Resting-state functional magnetic resonance imaging provides a noninvasive method to rapidly map large-scale brain networks affected in depression and other psychiatric disorders. Dysfunctional connectivity in large-scale brain networks has been consistently implicated in major depressive disorder (MDD). Although advances have been made in identifying neural circuitry implicated in MDD, this information has yet to be translated into improved diagnostic or treatment interventions. In the first section of this review, we discuss dysfunctional connectivity in affective salience, cognitive control, and default mode networks observed in MDD in association with characteristic symptoms of the disorder. In the second section, we address neurostimulation focusing on transcranial magnetic stimulation and evidence that this approach may directly modulate circuit abnormalities. Finally, we discuss possible avenues of future research to develop more precise diagnoses and targeted interventions within the heterogeneous diagnostic category of MDD as well as the methodological limitations to clinical implementation. We conclude by proposing, with cautious optimism, the future incorporation of neuroimaging into clinical practice as a tool to aid in more targeted diagnosis and treatment guided by circuit-level connectivity dysfunction in patients with depression.

    View details for PubMedID 29560882

  • Response to "Cortico-accumbens circuitry in schizophrenia: Merely a reward system?" by Rolland and Jardri (SCHRES-14-D-00731) SCHIZOPHRENIA RESEARCH Fischer, A. S., Whitfield-Gabrieli, S., Roth, R. M., Brunette, M. F., Green, A. I. 2015; 161 (2-3): 519-519

    View details for DOI 10.1016/j.schres.2014.10.008

    View details for Web of Science ID 000348452100060

    View details for PubMedID 25465412

    View details for PubMedCentralID PMC4785886

  • Impaired functional connectivity of brain reward circuitry in patients with schizophrenia and cannabis use disorder: Effects of cannabis and THC SCHIZOPHRENIA RESEARCH Fischer, A. S., Whitfield-Gabrieli, S., Roth, R. M., Brunette, M. F., Green, A. I. 2014; 158 (1-3): 176-182


    Cannabis use disorder (CUD) occurs in up to 42% of patients with schizophrenia and substantially worsens disease progression. The basis of CUD in schizophrenia is unclear and available treatments are rarely successful at limiting cannabis use. We have proposed that a dysregulated brain reward circuit (BRC) may underpin cannabis use in these patients. In the present pilot study, we used whole-brain seed-to-voxel resting state functional connectivity (rs-fc) to examine the BRC of patients with schizophrenia and CUD, and to explore the effects of smoked cannabis and orally administered delta-9-tetrahydrocannabinol (THC) on the BRC. 12 patients with schizophrenia and CUD and 12 control subjects each completed two fMRI resting scans, with patients administered either a 3.6% THC cannabis cigarette (n=6) or a 15 mg THC capsule (n=6) prior to their second scan. Results revealed significantly reduced connectivity at baseline in patients relative to controls, with most pronounced hypoconnectivity found between the nucleus accumbens and prefrontal cortical BRC regions (i.e., anterior prefrontal cortex, orbitofrontal cortex, and anterior cingulate cortex). Both cannabis and THC administration increased connectivity between these regions, in direct correlation with increases in plasma THC levels. This study is the first to investigate interregional connectivity of the BRC and the effects of cannabis and THC on this circuit in patients with schizophrenia and CUD. The findings from this pilot study support the use of rs-fc as a means of measuring the integrity of the BRC and the effects of pharmacologic agents acting on this circuit in patients with schizophrenia and CUD.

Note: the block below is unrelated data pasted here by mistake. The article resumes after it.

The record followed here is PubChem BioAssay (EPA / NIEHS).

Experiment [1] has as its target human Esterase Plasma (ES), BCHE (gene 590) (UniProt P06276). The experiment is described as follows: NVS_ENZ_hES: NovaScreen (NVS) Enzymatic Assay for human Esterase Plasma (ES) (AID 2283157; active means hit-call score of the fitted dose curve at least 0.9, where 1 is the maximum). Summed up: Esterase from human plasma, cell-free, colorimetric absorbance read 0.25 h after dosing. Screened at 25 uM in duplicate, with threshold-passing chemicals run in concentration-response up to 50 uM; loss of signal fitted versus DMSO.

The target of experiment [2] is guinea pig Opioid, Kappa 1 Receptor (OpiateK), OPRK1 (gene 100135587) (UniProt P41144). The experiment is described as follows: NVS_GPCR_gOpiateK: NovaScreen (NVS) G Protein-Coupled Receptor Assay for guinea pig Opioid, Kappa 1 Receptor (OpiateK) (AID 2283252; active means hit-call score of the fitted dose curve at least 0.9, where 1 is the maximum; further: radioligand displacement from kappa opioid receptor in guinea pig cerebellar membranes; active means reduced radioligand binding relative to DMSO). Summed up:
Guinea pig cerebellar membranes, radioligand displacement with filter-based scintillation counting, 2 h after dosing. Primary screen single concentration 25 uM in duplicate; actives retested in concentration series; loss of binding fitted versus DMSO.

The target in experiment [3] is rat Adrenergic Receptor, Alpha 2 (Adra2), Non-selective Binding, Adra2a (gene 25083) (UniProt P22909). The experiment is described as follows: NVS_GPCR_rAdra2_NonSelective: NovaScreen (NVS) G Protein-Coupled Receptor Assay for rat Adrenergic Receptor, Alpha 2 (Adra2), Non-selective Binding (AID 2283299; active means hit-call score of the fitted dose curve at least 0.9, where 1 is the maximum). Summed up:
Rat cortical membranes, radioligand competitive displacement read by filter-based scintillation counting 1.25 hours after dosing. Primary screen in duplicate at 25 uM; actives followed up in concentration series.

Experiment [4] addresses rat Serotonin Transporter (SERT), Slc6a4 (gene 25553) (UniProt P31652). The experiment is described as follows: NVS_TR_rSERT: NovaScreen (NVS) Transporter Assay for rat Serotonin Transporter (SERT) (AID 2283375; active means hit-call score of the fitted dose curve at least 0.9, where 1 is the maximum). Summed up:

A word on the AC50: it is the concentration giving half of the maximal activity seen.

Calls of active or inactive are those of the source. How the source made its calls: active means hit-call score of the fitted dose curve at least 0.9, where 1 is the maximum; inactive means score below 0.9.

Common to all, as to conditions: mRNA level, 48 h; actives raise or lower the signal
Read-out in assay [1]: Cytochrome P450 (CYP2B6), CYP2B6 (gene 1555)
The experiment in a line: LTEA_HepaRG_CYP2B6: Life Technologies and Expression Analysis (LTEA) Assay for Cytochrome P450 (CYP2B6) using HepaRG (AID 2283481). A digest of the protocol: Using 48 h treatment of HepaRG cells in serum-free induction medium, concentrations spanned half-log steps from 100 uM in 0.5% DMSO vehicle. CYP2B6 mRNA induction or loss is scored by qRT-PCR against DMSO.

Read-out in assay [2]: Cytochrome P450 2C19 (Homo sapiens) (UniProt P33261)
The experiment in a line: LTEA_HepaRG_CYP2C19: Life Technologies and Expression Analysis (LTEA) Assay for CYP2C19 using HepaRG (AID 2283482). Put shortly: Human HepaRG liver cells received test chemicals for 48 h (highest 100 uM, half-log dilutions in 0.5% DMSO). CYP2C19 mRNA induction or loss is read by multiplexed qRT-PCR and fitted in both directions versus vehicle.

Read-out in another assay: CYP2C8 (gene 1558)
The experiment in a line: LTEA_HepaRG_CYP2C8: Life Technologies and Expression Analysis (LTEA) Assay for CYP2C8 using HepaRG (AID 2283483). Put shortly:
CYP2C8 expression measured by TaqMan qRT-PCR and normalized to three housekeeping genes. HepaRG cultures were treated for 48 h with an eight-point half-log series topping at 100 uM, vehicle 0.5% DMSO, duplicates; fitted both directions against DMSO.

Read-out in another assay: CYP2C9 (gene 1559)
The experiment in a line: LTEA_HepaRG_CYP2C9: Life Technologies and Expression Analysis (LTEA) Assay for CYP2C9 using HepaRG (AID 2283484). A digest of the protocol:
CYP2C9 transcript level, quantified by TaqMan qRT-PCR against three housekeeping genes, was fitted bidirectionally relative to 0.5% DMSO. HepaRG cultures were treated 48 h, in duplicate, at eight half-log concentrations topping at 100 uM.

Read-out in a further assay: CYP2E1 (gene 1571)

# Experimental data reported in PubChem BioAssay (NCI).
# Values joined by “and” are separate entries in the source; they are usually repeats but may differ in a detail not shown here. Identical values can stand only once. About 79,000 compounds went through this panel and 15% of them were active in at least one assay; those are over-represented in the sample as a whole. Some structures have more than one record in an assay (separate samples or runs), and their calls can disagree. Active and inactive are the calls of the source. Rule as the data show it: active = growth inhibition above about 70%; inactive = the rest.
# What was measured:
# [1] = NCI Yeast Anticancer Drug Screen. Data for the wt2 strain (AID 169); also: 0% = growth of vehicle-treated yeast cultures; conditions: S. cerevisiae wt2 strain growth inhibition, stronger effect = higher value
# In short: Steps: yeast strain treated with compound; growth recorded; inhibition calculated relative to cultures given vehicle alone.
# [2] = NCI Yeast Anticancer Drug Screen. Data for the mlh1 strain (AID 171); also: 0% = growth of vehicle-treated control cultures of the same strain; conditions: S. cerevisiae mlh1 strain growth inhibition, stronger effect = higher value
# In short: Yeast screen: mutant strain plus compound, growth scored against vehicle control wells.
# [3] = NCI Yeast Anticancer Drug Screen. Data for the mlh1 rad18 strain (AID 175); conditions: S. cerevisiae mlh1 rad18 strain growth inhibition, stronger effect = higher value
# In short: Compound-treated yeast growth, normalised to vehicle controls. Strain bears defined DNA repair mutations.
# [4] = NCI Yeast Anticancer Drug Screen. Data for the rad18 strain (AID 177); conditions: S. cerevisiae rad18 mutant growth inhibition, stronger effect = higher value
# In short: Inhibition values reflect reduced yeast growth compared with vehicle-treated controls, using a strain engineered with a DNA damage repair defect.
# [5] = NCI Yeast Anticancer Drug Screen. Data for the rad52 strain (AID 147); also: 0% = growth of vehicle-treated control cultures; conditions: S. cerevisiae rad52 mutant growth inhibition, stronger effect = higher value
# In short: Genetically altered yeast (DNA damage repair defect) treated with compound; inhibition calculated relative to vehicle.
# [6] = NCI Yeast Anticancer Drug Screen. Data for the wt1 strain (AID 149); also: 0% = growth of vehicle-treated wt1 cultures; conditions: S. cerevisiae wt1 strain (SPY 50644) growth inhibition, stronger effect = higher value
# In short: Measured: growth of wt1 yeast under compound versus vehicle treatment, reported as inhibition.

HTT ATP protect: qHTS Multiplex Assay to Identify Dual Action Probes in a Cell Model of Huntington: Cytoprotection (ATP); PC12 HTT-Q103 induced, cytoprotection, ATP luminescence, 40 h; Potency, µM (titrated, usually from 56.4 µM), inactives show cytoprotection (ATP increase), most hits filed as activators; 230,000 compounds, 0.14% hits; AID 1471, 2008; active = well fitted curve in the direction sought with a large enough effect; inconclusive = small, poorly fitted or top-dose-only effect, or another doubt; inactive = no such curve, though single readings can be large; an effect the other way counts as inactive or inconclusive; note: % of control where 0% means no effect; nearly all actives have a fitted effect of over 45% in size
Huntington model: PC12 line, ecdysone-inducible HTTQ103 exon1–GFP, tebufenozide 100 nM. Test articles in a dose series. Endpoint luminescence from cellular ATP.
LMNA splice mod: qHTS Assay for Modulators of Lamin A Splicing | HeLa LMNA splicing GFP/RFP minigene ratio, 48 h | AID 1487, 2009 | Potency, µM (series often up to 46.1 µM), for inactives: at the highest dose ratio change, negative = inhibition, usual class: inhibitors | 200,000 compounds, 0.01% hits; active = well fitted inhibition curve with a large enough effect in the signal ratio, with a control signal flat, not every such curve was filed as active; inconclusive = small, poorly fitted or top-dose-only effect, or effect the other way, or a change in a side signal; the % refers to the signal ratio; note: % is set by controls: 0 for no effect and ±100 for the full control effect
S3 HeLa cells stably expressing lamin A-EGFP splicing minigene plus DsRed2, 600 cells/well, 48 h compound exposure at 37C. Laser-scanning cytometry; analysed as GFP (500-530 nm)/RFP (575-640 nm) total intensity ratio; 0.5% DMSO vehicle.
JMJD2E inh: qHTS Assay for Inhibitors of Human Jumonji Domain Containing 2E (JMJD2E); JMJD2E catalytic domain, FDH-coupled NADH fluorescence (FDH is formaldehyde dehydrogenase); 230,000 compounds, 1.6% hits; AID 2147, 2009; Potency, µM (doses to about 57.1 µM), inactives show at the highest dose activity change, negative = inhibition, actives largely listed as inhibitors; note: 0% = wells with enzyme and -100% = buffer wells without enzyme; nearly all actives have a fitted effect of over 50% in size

View details for DOI 10.1016/j.schres.2014.04.033

    View details for Web of Science ID 000341314800029

    View details for PubMedID 25037524

    View details for PubMedCentralID PMC4778557

  • Predicting inpatient complications from cerebral aneurysm clipping: the Nationwide Inpatient Sample 2005-2009 JOURNAL OF NEUROSURGERY Bekelis, K., Missios, S., MacKenzie, T. A., Desai, A., Fischer, A., Labropoulos, N., Roberts, D. W. 2014; 120 (3): 591-598


    Precise delineation of individualized risks of morbidity and mortality is crucial in decision making in cerebrovascular neurosurgery. The authors attempted to create a predictive model of complications in patients undergoing cerebral aneurysm clipping (CAC).The authors performed a retrospective cohort study of patients who had undergone CAC in the period from 2005 to 2009 and were registered in the Nationwide Inpatient Sample (NIS) database. A model for outcome prediction based on preoperative individual patient characteristics was developed.Of the 7651 patients in the NIS who underwent CAC, 3682 (48.1%) had presented with unruptured aneurysms and 3969 (51.9%) with subarachnoid hemorrhage. The respective inpatient postoperative risks for death, unfavorable discharge, stroke, treated hydrocephalus, cardiac complications, deep vein thrombosis, pulmonary embolism, and acute renal failure were 0.7%, 15.3%, 5.3%, 1.5%, 1.3%, 0.6%, 2.0%, and 0.1% for those with unruptured aneurysms and 11.5%, 52.8%, 5.5%, 39.2%, 1.7%, 2.8%, 2.7%, and 0.8% for those with ruptured aneurysms. Multivariate analysis identified risk factors independently associated with the above outcomes. A validated model for outcome prediction based on individual patient characteristics was developed. The accuracy of the model was estimated using the area under the receiver operating characteristic curve, and it was found to have good discrimination.The featured model can provide individualized estimates of the risks of postoperative complications based on preoperative conditions and can potentially be used as an adjunct in decision making in cerebrovascular neurosurgery.

    View details for DOI 10.3171/2013.8.JNS13228

    View details for Web of Science ID 000332048800002

    View details for PubMedID 24032701

  • Teaching the Bayesian child: Three-and-a-half-year-olds’ reasoning about ambiguous evidence Journal of Cognition and Development Bonawitz, E. B., Fischer, A. S., Schulz, L. E. 2012; 13 (2): 266-280
  • Teaching three-and-a-half-year-olds to reason about ambiguous evidence Psychology Press Bonawitz, E. B., Fischer, A. S., Schulz, L. E. 2011